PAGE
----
How does the story  "The Sniper" highlight the futility of wars?  Cite examples from the story to show how the protagonist undergoes a wide range of feeling.


The Sniper

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mizzwillie's profile pic

Posted on (Answer #1)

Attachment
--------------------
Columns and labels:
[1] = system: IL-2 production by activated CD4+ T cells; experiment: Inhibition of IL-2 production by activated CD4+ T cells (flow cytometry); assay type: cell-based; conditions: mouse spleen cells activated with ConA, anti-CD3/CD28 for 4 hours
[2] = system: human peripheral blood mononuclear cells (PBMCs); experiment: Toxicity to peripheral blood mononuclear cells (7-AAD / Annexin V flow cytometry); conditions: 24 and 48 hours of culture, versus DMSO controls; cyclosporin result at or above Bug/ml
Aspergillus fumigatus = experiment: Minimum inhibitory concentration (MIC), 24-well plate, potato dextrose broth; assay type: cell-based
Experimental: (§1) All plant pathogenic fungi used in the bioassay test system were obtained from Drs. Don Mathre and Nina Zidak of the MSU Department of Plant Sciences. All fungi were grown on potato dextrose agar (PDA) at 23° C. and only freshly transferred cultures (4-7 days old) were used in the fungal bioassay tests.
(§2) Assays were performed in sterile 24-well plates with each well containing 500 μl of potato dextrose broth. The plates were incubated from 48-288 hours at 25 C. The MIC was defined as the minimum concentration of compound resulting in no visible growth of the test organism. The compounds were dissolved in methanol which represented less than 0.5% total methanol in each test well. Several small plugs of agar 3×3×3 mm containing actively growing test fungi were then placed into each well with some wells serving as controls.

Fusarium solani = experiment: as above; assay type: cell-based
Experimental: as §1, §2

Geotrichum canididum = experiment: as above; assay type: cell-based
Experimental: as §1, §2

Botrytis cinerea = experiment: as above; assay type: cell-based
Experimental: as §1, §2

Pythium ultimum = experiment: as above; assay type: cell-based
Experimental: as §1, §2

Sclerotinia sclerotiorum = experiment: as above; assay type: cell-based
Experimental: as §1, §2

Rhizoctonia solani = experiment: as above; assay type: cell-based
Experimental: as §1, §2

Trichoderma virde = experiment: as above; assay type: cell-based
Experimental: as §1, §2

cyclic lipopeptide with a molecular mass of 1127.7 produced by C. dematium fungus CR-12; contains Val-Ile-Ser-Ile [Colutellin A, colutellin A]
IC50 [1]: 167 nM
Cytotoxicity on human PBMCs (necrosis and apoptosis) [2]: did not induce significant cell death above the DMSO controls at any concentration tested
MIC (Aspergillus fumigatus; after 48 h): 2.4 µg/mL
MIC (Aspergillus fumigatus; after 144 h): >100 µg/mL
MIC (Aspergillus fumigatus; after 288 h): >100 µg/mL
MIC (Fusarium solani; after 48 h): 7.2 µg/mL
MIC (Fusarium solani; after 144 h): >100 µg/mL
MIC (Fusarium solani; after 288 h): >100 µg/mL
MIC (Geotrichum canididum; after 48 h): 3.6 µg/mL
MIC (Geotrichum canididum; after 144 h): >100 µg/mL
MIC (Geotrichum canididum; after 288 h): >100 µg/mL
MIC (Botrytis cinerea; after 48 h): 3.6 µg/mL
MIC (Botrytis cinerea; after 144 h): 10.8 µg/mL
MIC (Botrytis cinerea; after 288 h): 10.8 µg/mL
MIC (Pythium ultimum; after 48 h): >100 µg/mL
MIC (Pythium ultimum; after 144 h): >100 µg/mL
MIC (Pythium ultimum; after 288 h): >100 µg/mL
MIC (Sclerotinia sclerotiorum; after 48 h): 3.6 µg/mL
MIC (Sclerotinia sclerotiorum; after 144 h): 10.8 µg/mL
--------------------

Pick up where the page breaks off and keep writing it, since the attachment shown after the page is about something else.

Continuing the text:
In the story "The Sniper", the protagonist goes through many emotions and his wide range illustrate the fulility of war.  First of all, he is on the rooftop waiting, waiting for something to happen.  When he lights a cigarette out of boredom, I think, he gives away his position to an enemy sniper on the opposite rooftop. He also sees an old woman below pointing him out to a tank and the soldiers within.  The sniper shoots the soldier, the old woman, and prepares to take out the other sniper. When the other sniper wounds him, he has to take care of his injury by himself, and finds himself thinking with disgust that this is all useless, that the war will prove nothing.  He then tricks the enemy sniper into thinking he is dead which leads the other sniper to stand up.  The sniper shoots him dead, and then is filled with remorse at the folly of war, of killing people we don't know.  He then visits the enemy sniper, turning him over and discovering that  he has killed his own brother.  This ironic discovery drives home the point that war is futile and useless to everyone.


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